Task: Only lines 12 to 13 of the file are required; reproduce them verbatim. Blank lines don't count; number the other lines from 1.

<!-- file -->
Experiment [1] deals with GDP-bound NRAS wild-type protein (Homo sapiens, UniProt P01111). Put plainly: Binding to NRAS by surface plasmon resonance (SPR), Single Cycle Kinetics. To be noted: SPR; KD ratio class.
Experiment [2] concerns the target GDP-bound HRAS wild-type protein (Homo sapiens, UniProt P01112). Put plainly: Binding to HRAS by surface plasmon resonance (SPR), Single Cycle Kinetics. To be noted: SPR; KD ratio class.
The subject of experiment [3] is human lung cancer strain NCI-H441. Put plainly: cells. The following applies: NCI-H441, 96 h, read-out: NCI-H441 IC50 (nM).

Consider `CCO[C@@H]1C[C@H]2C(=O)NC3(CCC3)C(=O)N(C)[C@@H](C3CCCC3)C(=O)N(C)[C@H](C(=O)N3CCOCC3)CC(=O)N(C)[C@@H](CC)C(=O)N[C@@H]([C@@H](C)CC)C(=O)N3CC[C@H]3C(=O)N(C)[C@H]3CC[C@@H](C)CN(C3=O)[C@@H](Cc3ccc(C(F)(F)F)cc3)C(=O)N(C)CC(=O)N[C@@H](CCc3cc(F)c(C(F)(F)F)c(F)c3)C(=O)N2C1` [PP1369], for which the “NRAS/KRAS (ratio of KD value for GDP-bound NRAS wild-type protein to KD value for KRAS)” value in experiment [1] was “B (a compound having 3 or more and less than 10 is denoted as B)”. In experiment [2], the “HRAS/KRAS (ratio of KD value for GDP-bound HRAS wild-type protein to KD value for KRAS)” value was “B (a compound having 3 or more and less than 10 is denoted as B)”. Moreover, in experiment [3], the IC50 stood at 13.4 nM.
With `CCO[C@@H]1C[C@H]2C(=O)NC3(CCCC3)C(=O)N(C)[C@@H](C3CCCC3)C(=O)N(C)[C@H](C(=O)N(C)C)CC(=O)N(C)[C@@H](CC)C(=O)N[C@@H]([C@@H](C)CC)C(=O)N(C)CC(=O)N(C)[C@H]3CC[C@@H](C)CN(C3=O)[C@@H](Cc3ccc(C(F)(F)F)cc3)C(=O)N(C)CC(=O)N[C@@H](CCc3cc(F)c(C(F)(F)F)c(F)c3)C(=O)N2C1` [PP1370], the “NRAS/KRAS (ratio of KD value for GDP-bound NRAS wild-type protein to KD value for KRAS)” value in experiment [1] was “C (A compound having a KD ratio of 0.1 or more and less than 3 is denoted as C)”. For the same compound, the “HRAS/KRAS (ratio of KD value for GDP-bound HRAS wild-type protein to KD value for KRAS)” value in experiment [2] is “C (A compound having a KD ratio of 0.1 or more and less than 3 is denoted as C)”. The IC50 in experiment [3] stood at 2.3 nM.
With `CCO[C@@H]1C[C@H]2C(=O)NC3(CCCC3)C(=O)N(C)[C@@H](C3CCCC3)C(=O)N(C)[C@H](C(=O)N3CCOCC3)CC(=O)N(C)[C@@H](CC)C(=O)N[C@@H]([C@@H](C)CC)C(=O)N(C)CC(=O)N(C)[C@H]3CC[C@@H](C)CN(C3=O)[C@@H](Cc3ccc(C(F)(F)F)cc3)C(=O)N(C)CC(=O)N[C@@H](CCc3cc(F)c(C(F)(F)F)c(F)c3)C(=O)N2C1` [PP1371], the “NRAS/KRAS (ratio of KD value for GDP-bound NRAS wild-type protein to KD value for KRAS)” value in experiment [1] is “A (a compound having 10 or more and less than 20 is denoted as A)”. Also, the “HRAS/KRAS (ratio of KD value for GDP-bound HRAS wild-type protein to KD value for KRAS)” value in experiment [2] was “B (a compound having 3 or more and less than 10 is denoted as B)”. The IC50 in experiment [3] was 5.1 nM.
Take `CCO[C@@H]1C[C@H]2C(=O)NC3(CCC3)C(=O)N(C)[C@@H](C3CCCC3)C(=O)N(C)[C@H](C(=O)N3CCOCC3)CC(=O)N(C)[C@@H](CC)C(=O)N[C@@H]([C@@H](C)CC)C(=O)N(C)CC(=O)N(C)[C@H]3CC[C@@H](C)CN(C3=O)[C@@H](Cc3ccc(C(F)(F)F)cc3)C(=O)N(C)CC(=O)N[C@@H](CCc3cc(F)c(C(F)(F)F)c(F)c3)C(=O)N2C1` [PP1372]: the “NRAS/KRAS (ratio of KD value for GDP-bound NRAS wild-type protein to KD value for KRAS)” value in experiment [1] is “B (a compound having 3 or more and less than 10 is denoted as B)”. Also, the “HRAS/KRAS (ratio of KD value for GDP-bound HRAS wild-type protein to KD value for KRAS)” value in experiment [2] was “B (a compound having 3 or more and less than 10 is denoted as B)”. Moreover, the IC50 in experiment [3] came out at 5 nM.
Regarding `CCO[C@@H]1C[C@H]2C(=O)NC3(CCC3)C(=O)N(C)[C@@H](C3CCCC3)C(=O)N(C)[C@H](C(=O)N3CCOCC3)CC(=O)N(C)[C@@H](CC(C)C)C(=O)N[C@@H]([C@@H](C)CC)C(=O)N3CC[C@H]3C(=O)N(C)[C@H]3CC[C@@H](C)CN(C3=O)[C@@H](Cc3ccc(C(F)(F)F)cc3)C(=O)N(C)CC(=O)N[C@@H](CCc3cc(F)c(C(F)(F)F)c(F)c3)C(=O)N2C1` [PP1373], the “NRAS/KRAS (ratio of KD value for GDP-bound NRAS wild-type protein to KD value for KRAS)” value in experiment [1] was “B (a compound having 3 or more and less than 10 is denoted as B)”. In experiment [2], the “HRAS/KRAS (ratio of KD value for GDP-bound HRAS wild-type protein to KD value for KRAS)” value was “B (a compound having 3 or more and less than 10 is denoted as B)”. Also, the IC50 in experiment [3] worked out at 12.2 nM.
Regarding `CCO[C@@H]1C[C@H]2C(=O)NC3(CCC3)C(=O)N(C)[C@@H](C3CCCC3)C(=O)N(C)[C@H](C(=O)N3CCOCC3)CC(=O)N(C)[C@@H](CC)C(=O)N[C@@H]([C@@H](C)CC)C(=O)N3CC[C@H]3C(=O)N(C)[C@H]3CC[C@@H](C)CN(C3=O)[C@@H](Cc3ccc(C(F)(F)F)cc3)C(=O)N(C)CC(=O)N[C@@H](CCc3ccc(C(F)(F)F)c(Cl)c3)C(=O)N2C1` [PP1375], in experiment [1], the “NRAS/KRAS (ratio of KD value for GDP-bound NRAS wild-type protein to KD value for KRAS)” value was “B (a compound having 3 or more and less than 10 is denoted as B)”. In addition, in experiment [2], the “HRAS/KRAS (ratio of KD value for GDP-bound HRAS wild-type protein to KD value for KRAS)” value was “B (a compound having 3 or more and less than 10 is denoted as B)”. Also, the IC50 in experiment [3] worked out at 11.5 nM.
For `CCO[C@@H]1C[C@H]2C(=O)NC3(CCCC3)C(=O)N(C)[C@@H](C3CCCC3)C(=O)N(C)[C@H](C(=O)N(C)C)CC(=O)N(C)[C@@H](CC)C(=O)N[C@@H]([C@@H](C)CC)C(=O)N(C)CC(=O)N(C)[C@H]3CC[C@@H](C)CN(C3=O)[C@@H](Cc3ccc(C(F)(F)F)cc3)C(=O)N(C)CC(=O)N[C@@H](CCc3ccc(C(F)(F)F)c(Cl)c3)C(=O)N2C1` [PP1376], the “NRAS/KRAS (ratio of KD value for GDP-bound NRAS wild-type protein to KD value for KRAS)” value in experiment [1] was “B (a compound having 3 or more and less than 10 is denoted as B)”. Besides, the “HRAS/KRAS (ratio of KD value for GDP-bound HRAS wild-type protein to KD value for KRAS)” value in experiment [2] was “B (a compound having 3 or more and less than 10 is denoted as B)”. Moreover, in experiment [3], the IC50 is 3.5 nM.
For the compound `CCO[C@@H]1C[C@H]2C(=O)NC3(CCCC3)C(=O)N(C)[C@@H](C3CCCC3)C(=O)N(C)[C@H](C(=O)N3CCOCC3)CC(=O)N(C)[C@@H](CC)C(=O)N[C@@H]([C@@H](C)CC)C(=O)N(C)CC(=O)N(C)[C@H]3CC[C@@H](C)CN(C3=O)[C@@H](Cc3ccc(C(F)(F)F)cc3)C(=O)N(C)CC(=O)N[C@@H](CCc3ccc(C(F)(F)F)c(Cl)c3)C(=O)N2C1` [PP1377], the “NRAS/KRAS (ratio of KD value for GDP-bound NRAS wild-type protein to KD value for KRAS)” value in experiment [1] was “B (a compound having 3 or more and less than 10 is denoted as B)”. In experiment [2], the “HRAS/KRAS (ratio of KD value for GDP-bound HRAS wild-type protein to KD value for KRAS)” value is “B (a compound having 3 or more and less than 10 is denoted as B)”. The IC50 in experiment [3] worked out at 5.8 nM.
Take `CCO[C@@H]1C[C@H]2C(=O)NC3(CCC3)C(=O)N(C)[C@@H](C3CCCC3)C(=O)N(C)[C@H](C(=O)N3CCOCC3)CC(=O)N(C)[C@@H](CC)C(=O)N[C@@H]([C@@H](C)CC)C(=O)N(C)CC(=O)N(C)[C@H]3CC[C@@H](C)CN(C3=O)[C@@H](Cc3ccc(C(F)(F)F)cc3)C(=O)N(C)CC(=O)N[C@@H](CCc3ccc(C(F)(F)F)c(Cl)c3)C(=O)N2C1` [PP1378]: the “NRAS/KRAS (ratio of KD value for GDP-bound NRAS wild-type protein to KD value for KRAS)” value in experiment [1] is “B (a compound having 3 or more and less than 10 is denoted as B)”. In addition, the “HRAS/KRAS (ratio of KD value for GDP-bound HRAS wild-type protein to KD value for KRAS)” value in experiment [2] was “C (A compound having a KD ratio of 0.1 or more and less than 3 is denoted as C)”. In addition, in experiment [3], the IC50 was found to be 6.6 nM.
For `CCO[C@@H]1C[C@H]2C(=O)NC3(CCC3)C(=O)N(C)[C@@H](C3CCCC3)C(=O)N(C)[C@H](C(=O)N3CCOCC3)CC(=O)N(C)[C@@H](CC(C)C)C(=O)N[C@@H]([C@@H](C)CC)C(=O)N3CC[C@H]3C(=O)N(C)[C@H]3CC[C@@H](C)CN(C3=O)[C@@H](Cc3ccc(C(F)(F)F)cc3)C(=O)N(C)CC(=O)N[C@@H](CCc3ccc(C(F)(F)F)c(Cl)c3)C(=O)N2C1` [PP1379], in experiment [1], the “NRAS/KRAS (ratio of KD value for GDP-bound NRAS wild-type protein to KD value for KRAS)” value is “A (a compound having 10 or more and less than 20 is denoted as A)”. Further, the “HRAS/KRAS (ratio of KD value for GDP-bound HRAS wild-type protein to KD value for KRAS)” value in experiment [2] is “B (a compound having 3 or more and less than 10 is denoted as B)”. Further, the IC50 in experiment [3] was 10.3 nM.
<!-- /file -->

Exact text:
Take `CCO[C@@H]1C[C@H]2C(=O)NC3(CCC3)C(=O)N(C)[C@@H](C3CCCC3)C(=O)N(C)[C@H](C(=O)N3CCOCC3)CC(=O)N(C)[C@@H](CC)C(=O)N[C@@H]([C@@H](C)CC)C(=O)N(C)CC(=O)N(C)[C@H]3CC[C@@H](C)CN(C3=O)[C@@H](Cc3ccc(C(F)(F)F)cc3)C(=O)N(C)CC(=O)N[C@@H](CCc3ccc(C(F)(F)F)c(Cl)c3)C(=O)N2C1` [PP1378]: the “NRAS/KRAS (ratio of KD value for GDP-bound NRAS wild-type protein to KD value for KRAS)” value in experiment [1] is “B (a compound having 3 or more and less than 10 is denoted as B)”. In addition, the “HRAS/KRAS (ratio of KD value for GDP-bound HRAS wild-type protein to KD value for KRAS)” value in experiment [2] was “C (A compound having a KD ratio of 0.1 or more and less than 3 is denoted as C)”. In addition, in experiment [3], the IC50 was found to be 6.6 nM.
For `CCO[C@@H]1C[C@H]2C(=O)NC3(CCC3)C(=O)N(C)[C@@H](C3CCCC3)C(=O)N(C)[C@H](C(=O)N3CCOCC3)CC(=O)N(C)[C@@H](CC(C)C)C(=O)N[C@@H]([C@@H](C)CC)C(=O)N3CC[C@H]3C(=O)N(C)[C@H]3CC[C@@H](C)CN(C3=O)[C@@H](Cc3ccc(C(F)(F)F)cc3)C(=O)N(C)CC(=O)N[C@@H](CCc3ccc(C(F)(F)F)c(Cl)c3)C(=O)N2C1` [PP1379], in experiment [1], the “NRAS/KRAS (ratio of KD value for GDP-bound NRAS wild-type protein to KD value for KRAS)” value is “A (a compound having 10 or more and less than 20 is denoted as A)”. Further, the “HRAS/KRAS (ratio of KD value for GDP-bound HRAS wild-type protein to KD value for KRAS)” value in experiment [2] is “B (a compound having 3 or more and less than 10 is denoted as B)”. Further, the IC50 in experiment [3] was 10.3 nM.